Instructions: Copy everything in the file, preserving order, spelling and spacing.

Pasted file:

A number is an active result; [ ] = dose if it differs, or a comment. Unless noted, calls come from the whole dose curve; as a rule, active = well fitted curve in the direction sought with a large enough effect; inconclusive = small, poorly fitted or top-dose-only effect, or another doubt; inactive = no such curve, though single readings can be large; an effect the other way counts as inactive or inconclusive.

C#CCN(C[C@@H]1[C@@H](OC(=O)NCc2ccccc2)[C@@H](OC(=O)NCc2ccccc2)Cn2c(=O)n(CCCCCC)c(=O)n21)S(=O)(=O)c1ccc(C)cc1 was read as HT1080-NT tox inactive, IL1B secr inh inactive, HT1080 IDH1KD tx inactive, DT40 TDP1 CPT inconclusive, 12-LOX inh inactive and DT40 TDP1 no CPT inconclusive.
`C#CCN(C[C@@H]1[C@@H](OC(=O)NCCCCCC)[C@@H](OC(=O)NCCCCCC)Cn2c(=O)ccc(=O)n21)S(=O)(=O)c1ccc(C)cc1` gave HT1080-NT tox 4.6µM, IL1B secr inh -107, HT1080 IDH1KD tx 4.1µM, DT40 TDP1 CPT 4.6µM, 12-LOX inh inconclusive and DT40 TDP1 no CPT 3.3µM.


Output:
A number is an active result; [ ] = dose if it differs, or a comment. Unless noted, calls come from the whole dose curve; as a rule, active = well fitted curve in the direction sought with a large enough effect; inconclusive = small, poorly fitted or top-dose-only effect, or another doubt; inactive = no such curve, though single readings can be large; an effect the other way counts as inactive or inconclusive.

C#CCN(C[C@@H]1[C@@H](OC(=O)NCc2ccccc2)[C@@H](OC(=O)NCc2ccccc2)Cn2c(=O)n(CCCCCC)c(=O)n21)S(=O)(=O)c1ccc(C)cc1 was read as HT1080-NT tox inactive, IL1B secr inh inactive, HT1080 IDH1KD tx inactive, DT40 TDP1 CPT inconclusive, 12-LOX inh inactive and DT40 TDP1 no CPT inconclusive.
`C#CCN(C[C@@H]1[C@@H](OC(=O)NCCCCCC)[C@@H](OC(=O)NCCCCCC)Cn2c(=O)ccc(=O)n21)S(=O)(=O)c1ccc(C)cc1` gave HT1080-NT tox 4.6µM, IL1B secr inh -107, HT1080 IDH1KD tx 4.1µM, DT40 TDP1 CPT 4.6µM, 12-LOX inh inconclusive and DT40 TDP1 no CPT 3.3µM.